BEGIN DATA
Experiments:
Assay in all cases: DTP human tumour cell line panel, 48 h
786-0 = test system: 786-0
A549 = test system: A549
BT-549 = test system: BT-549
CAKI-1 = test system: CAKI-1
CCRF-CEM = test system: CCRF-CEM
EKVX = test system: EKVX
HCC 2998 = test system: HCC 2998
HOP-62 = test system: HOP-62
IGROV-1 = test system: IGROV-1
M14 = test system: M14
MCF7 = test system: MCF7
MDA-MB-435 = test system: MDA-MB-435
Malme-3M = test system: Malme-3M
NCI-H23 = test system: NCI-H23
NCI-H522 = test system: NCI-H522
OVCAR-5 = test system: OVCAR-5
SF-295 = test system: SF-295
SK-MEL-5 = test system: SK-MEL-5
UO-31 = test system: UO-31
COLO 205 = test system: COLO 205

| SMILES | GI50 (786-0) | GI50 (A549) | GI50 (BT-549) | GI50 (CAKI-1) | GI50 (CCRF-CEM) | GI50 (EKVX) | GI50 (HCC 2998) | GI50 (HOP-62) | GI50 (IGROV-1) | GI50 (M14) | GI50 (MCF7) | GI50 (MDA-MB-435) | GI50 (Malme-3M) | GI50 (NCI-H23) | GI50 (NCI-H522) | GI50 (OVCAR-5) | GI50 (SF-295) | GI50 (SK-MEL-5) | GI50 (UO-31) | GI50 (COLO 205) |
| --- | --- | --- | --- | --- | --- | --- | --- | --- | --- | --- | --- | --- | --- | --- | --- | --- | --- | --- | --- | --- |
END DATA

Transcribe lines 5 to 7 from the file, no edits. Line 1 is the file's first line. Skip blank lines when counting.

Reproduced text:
BT-549 = test system: BT-549
CAKI-1 = test system: CAKI-1
CCRF-CEM = test system: CCRF-CEM